Public Affairs Society: A Great Second Year

Students, professors, faculty members, forget about the exams you have this week or the stack of papers you are about to grade. Evade yourselves from the end of the semester stresses that I am sure are so diligently clouding your every thought. Stop, take a minute, and reflect on how truly fast not just this spring semester flew by, but the entire year. It seems like just yesterday I was stepping foot inside Francis T. West Hall to start my second year at this college, and here we are with one week remaining before everyone packs their bags and heads off. But what really seems like just yesterday was the rejuvenation of Public Affairs Society (PAS). In fact, just two years ago the organization was non-existent until Dr. Garrison called upon public affairs students who aspired to change the status quo and create a department wide organization for students driven to promote sound public discourse. Today, the organization stands tall with a clearer vision and deeper roster of ambitious students to lead the charge.

The vision of Public Affairs Society was best said by Kasey Reece at the Health Care Panel talk a month back, “The charter called for fostering interaction between students, faculty, and the community through civil thought, active engagement, and an exploration of our republic; all with the purpose of manifesting politically conscious and enlightened citizenry.” In their first year of accomplishing their objective, PAS hosted post-lecture receptions for Ambassador Jon Huntsman and Claes G. Ryn, while having an informative panel of professionals to discuss Drugs in the Valley and hosting the keynote speaker of the year, Dr. Michael Federici. On top of this, they held reading-based discussions that ranged from the modern police state to Abraham Lincoln. This first year earned the society the organization of the year award; however, if you ask me, their efforts the second year have surpassed the first.

In their second year, Public Affairs Society has more than doubled their number of events, as well as attracted a variety of members from the community. Most notably, all the seats in the house were filled at the Healthcare Panel with Rodney Whitlock, Dr. Bryan Parsons, and Dr. Shannon Anderson. Members from the community, faculty, and students packed the building as they wanted to hear what the experts had to say about the status of U.S. health reform. Earlier in year, Public Affairs Society hosted a panel titled, “Exploring the Police State.” These are two examples of how PAS brought in experts from a variety of fields to meet their goal — rational, student, and community-wide public discourse.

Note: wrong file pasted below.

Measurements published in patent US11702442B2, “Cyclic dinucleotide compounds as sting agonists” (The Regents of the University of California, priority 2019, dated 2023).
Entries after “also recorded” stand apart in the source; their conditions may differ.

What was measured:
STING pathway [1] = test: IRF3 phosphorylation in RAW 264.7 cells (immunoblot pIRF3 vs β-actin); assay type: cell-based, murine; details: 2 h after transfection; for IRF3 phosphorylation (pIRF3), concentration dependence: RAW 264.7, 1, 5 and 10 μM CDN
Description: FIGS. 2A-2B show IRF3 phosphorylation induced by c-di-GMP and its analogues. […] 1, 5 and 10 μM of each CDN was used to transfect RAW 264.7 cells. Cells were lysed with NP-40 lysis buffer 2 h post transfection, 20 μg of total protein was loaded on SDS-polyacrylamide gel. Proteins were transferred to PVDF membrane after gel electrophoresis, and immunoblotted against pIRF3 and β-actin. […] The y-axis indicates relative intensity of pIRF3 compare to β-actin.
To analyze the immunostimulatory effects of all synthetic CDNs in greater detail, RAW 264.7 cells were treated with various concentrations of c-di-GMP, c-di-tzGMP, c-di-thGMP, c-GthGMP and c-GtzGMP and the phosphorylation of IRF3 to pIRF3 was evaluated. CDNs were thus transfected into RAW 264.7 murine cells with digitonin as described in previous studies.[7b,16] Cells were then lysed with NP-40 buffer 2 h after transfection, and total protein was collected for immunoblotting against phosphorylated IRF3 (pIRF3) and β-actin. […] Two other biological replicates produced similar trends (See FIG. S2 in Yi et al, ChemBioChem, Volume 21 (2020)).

These were only two of the events PAS held this year, although I believe they represent the true progression of PAS and how they have become a phenomenal student-led organization. They went on to host two separate Debates before the Debates, by having a students debate political topics that would air on the presidential debate stage the same night. In addition to the debates, PAS hosted an Election Viewing Party where students could come in and view the results of the election. Aside from election-based events, they also hosted an event titled, “The State of Free Speech.”

What stands out the most to me is the progression of PAS in only two years. An organization that started from nothing has been fueled by ambitious, discourse-driven public affairs students who have found a way to galvanize faculty, student, and community involvement to respectfully discuss our nation’s most pressing issues. They have drastically expanded the range of experts invited to panels, as well as the number of students in attendance.

Perhaps these are just the early stages of quality public discourse at Roanoke College, but I know who is fueling it.